Frantz Fanon's The Wretched of the Earth (1961) was a seminal publication, analysing the psychological and psychiatric effects of colonialism upon the colonised subject. In 'Colonial Violence and Mental Disorders', he discusses the pathologies which result from colonial repression, as well as examinging their violent expression through a shocking case-study: the murder of a child of white European settlers by two of his young Algerian friends.
This article is part of a series for World Mental Health Day 2015.
On the occasion of what would have been Frantz Fanon's 90th birthday, we share the conclusion of his famous The Wretched of the Earth, first published in 1961, in which he implores: "Leave this Europe where they are never done talking of Man, yet murder men everywhere they find them."
By Frantz Fanon, 1961
Anti-colonialist thinker, writer and revolutionary Frantz Fanon was born 90 years ago today, on 20th July 1925. To mark the anniversary, Verso presents an extract from Jean-Paul Sartre's preface to The Wretched of the Earth, published in Fanon's final year.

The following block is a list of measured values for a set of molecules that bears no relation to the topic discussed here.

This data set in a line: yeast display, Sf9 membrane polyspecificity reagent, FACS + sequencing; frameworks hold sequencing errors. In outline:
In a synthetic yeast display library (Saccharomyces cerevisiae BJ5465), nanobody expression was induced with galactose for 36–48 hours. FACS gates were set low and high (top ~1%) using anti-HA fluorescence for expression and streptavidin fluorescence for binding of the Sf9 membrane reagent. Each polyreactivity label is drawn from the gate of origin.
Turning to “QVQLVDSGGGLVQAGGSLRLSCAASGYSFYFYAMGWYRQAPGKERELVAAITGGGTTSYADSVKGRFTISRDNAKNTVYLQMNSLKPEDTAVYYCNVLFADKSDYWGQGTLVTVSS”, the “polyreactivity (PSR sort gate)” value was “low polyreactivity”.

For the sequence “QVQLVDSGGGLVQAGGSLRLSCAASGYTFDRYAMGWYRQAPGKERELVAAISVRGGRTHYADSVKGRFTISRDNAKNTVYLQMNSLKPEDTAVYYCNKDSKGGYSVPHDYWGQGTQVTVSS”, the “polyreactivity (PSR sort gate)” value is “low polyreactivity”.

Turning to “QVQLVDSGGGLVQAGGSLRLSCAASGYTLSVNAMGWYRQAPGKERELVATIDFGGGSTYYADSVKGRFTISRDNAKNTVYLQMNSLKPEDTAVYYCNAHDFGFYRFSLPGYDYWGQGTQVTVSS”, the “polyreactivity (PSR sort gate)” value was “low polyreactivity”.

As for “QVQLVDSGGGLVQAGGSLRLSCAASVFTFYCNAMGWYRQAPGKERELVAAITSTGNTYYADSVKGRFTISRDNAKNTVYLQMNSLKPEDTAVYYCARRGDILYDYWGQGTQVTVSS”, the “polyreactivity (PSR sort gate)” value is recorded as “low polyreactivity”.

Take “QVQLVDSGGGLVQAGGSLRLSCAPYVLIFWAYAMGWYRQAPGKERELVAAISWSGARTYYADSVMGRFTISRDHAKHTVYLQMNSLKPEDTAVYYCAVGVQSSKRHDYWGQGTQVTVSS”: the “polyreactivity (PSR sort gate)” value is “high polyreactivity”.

It is our sad duty to announce the loss of Dr David Macey, translator and writer. A much respected and admired Verso author and champion of Francophone thought in the English speaking world, he will be greatly missed. His colleague, Professor Diana Holmes of the School of Modern Languages and Cultures at the University of Leeds, has written the following on his passing:
It is with great sadness that the French Subject groups at the Universities of Leeds and Nottingham report the death of Dr David Macey. David had been for many years a highly esteemed research associate at Leeds, and in 2010 was appointed Special Professor at Nottingham. David Macey, born in Sunderland in 1949, studied at University College London and became a highly acclaimed writer and translator particularly in the field of contemporary French philosophy and political thought. Among his numerous and influential publications, many of them widely translated, were Lacan in Contexts (1988), The Lives of Michel Foucault (1993), The Penguin Dictionary of Critical Theory (2000), Frantz Fanon: A Life (2000 - described by the New Statesman as 'the year's biographical tour de force'), and Michel Foucault (2004). He translated over sixty books from French, including Michel Foucault's Society Must be Defended (2003), and more recently Christian Baudelot and Roger Establet, Suicide (2008) Jean-Claude Kauffmann, The Single Woman and the Fairy-Tale Prince (2008), Boris Cyrulnik, Resilience (2009), and Michel Wieviorka, Violence (2009). David was the husband of Professor Margaret Atack (University of Leeds), and the father of Aaron, John and Chantelle.